High School Students Join Youth Development Expert at Drexel to Debate College vs. Career Readiness
October 17, 2013
Positive youth development Dr. Michael Nakkula will join Drexel on October 29
Four talented high school students from the Philadelphia Scholastic Debate League will debate the merits of college versus career readiness on Tuesday, Oct. 29 from 5:30 p.m. – 7:30 p.m., as part of the Critical Conversations in Urban Education lecture series hosted by Drexel University’s School of Education.
The debate, which will include student teams from Parkway West and Olney Charter High Schools, will be moderated by Megan Hess-Homeier, debate/drama coordinator of After School Activities Partnerships (ASAP).
Dr. Michael Nakkula, a distinguished scholar in positive youth development, also will participate in the event by exploring the issue of “possibility development” and preparing youth for the future. Nakkula is a practice professor and chair of applied psychology and human development at the University of Pennsylvania’s Graduate School of Education.
A reception will take place prior to the event. Representatives from college preparation and career readiness programs will be available to attendees throughout the evening.
The event, entitled “Coming of Age in Philadelphia: High School Students Debate their Future,” will take place in Mitchell Auditorium in the Bossone Research Center (3140 Market St). It is free and open to the public. To register, call 215-895-6770, email email@example.com or visit http://soe.drexel.edu/ccue. The event also will be webcast live at http://soe.drexel.edu/ccue.
Nakkula’s teaching and research focus on the resilience and the promotion of possibility development among low-income children and youth. He is particularly interested in the integration of counseling, mentoring and educational processes in urban schools to create contexts that allow students to thrive in school and during their transition to higher education and career opportunities. Nakkula works with many national organizations to develop applied research strategies that promote the study of developmental and educational initiatives in support of optimal youth development.
The School of Education’s Critical Conversations in Urban Education lecture series, which began in April 2012, aims to become a vehicle for discussion within the Drexel and Philadelphia communities. It seeks to create a space for dialogue related to a range of education topics in an urban context for a mixed audience. The series provides professional development that augments understanding of factors in preparing educators, and that transforms learning outcomes for urban students.
The event is sponsored by Drexel’s School of Education, the Lindy Center for Civic Engagement and the After School Activities Partnership.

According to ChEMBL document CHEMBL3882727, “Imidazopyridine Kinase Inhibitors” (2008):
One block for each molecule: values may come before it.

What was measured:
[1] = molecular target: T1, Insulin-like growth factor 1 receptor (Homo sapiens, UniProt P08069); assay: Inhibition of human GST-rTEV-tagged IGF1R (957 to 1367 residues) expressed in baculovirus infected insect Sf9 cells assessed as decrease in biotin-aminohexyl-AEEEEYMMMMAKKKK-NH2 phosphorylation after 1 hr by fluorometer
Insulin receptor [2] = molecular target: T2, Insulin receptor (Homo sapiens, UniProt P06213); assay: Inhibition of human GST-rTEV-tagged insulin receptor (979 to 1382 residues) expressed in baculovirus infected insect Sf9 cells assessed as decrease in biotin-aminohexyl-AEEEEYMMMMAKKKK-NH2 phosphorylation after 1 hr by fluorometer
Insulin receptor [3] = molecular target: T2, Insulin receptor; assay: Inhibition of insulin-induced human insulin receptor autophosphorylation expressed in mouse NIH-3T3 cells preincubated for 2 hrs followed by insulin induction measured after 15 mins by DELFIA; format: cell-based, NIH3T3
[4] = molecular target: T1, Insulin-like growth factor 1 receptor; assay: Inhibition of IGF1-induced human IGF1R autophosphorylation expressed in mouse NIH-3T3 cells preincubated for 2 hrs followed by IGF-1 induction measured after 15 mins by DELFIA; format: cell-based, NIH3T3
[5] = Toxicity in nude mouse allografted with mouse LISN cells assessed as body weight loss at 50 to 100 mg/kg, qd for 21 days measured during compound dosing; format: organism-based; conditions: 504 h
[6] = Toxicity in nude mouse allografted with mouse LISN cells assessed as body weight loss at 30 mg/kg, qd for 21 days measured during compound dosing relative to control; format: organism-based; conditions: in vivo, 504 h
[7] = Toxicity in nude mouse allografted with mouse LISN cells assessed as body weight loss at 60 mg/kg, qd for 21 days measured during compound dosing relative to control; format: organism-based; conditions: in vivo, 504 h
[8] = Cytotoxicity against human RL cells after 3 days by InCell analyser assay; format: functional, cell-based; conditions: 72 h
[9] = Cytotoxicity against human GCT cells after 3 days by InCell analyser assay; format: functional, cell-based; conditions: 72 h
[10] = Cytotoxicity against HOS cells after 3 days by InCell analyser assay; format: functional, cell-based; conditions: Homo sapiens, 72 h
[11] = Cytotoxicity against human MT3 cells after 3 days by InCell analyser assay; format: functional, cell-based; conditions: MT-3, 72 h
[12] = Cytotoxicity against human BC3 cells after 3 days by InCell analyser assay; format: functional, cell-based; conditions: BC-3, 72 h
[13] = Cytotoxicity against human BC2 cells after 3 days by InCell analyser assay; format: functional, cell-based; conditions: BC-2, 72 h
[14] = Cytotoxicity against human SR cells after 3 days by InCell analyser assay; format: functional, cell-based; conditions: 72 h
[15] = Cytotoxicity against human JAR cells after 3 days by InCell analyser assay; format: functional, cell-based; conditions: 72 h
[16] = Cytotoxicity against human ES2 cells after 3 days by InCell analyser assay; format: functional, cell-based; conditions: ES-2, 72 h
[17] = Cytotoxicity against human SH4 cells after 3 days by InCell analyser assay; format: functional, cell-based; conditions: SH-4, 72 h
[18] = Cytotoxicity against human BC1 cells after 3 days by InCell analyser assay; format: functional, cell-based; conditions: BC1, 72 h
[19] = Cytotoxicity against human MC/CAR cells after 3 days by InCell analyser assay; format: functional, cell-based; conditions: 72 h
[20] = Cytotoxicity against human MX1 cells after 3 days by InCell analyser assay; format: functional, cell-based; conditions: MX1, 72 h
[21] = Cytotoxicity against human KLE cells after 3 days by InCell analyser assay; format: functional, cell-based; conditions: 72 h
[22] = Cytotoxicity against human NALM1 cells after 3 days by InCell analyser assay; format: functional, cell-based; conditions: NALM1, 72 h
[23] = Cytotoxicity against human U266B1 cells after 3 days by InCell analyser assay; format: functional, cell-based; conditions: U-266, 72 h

About the Philadelphia Scholastic Debate League
About the After School Activities Partnership
After School Activities Partnerships was created in 2002 at the request of city leaders to bring to public awareness the dangers of the afternoon hours for unsupervised youth in Philadelphia. Since its inception, ASAP has rallied the Greater Philadelphia community to recruit volunteers, teachers and organizations to lead enrichment clubs across the city, with an emphasis on areas with high rates of poverty, crime, and truancy. ASAP’s dual goals are to increase the number of after school enrichment programs for school-aged youth to improve academic achievement and provide alternatives to unsupervised out-of-school time, and to disseminate information on these programs to parents and caregivers. For more information, visit www.phillyasap.org.
The Philadelphia Scholastic Debate League (PSDL) is the competitive organization for public and charter school debate teams in Philadelphia with 35 middle and high school debate teams competing in the Public Forum Debate format. Monthly topics are disseminated by the National Forensics League and ASAP provides evidence packets and sample cases to help students and coaches with the rigorous research and case writing required by debate. Middle school debate is open to all types of after school sites, including rec centers, parochial schools and libraries. High school teams compete in weekly matches at Central High School during a 10-week fall season. Middle school students compete at a variety of interscholastic tournaments throughout the year. ASAP provides training, topics, resources, support, a variety of competitive opportunities and membership to outside leagues such as the Pennsylvania High School Speech League and the Catholic Forensic League. For more information, visit www.phillyasap.org.